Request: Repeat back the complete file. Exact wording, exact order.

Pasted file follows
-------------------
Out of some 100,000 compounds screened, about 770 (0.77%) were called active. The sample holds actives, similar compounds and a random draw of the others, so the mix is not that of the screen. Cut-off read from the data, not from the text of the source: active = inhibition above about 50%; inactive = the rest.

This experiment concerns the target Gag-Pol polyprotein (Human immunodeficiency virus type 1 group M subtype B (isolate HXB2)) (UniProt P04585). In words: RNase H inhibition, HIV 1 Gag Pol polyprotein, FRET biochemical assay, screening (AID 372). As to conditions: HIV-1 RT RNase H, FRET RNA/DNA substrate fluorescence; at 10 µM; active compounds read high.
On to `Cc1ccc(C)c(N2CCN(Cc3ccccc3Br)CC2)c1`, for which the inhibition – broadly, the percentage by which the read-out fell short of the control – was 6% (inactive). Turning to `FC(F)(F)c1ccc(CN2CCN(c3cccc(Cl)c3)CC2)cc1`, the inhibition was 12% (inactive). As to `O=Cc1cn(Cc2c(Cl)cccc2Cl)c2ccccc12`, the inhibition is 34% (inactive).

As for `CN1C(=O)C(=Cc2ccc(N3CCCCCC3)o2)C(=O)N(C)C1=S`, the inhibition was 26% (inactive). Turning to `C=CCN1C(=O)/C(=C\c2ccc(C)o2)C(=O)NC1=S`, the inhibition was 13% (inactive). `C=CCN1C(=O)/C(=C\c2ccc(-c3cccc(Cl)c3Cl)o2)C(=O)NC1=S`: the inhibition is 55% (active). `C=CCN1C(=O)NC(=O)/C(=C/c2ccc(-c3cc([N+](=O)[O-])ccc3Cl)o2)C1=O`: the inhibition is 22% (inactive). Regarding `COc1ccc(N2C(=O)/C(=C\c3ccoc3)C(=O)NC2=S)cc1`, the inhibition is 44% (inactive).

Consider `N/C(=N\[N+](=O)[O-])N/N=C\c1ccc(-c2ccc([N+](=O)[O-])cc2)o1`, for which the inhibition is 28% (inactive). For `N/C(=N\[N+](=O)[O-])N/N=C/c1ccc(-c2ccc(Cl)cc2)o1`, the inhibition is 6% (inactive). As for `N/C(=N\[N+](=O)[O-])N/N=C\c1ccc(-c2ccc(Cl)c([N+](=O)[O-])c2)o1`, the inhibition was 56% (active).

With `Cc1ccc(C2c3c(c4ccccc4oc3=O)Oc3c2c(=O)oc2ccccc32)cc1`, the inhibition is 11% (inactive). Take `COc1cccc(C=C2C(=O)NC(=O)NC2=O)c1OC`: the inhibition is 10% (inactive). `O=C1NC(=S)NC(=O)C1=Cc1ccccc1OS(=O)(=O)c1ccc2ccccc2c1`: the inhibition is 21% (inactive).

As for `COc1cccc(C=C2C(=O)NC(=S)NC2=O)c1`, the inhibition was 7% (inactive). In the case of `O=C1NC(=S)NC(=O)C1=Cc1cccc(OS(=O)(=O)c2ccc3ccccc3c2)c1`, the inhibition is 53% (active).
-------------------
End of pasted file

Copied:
Out of some 100,000 compounds screened, about 770 (0.77%) were called active. The sample holds actives, similar compounds and a random draw of the others, so the mix is not that of the screen. Cut-off read from the data, not from the text of the source: active = inhibition above about 50%; inactive = the rest.

This experiment concerns the target Gag-Pol polyprotein (Human immunodeficiency virus type 1 group M subtype B (isolate HXB2)) (UniProt P04585). In words: RNase H inhibition, HIV 1 Gag Pol polyprotein, FRET biochemical assay, screening (AID 372). As to conditions: HIV-1 RT RNase H, FRET RNA/DNA substrate fluorescence; at 10 µM; active compounds read high.
On to `Cc1ccc(C)c(N2CCN(Cc3ccccc3Br)CC2)c1`, for which the inhibition – broadly, the percentage by which the read-out fell short of the control – was 6% (inactive). Turning to `FC(F)(F)c1ccc(CN2CCN(c3cccc(Cl)c3)CC2)cc1`, the inhibition was 12% (inactive). As to `O=Cc1cn(Cc2c(Cl)cccc2Cl)c2ccccc12`, the inhibition is 34% (inactive).

As for `CN1C(=O)C(=Cc2ccc(N3CCCCCC3)o2)C(=O)N(C)C1=S`, the inhibition was 26% (inactive). Turning to `C=CCN1C(=O)/C(=C\c2ccc(C)o2)C(=O)NC1=S`, the inhibition was 13% (inactive). `C=CCN1C(=O)/C(=C\c2ccc(-c3cccc(Cl)c3Cl)o2)C(=O)NC1=S`: the inhibition is 55% (active). `C=CCN1C(=O)NC(=O)/C(=C/c2ccc(-c3cc([N+](=O)[O-])ccc3Cl)o2)C1=O`: the inhibition is 22% (inactive). Regarding `COc1ccc(N2C(=O)/C(=C\c3ccoc3)C(=O)NC2=S)cc1`, the inhibition is 44% (inactive).

Consider `N/C(=N\[N+](=O)[O-])N/N=C\c1ccc(-c2ccc([N+](=O)[O-])cc2)o1`, for which the inhibition is 28% (inactive). For `N/C(=N\[N+](=O)[O-])N/N=C/c1ccc(-c2ccc(Cl)cc2)o1`, the inhibition is 6% (inactive). As for `N/C(=N\[N+](=O)[O-])N/N=C\c1ccc(-c2ccc(Cl)c([N+](=O)[O-])c2)o1`, the inhibition was 56% (active).

With `Cc1ccc(C2c3c(c4ccccc4oc3=O)Oc3c2c(=O)oc2ccccc32)cc1`, the inhibition is 11% (inactive). Take `COc1cccc(C=C2C(=O)NC(=O)NC2=O)c1OC`: the inhibition is 10% (inactive). `O=C1NC(=S)NC(=O)C1=Cc1ccccc1OS(=O)(=O)c1ccc2ccccc2c1`: the inhibition is 21% (inactive).

As for `COc1cccc(C=C2C(=O)NC(=S)NC2=O)c1`, the inhibition was 7% (inactive). In the case of `O=C1NC(=S)NC(=O)C1=Cc1cccc(OS(=O)(=O)c2ccc3ccccc3c2)c1`, the inhibition is 53% (active).